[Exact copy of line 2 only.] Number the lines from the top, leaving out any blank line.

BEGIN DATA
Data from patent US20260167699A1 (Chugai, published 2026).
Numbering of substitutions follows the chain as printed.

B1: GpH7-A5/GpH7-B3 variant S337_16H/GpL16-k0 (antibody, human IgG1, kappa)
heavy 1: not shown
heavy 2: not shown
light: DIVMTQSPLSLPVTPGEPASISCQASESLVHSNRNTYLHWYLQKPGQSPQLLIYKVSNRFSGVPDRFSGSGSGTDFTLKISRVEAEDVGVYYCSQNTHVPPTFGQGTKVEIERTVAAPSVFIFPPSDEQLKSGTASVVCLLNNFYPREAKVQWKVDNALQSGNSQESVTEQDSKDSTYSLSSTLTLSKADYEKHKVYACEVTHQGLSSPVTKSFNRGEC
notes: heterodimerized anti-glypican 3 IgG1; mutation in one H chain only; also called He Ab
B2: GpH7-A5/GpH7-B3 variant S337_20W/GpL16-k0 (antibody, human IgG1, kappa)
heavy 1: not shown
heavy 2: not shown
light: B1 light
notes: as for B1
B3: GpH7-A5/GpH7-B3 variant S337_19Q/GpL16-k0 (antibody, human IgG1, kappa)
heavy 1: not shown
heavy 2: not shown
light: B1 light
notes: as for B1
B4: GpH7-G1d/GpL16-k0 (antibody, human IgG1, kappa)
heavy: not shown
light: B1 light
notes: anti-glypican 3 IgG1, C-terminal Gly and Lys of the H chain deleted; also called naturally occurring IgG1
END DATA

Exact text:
Numbering of substitutions follows the chain as printed.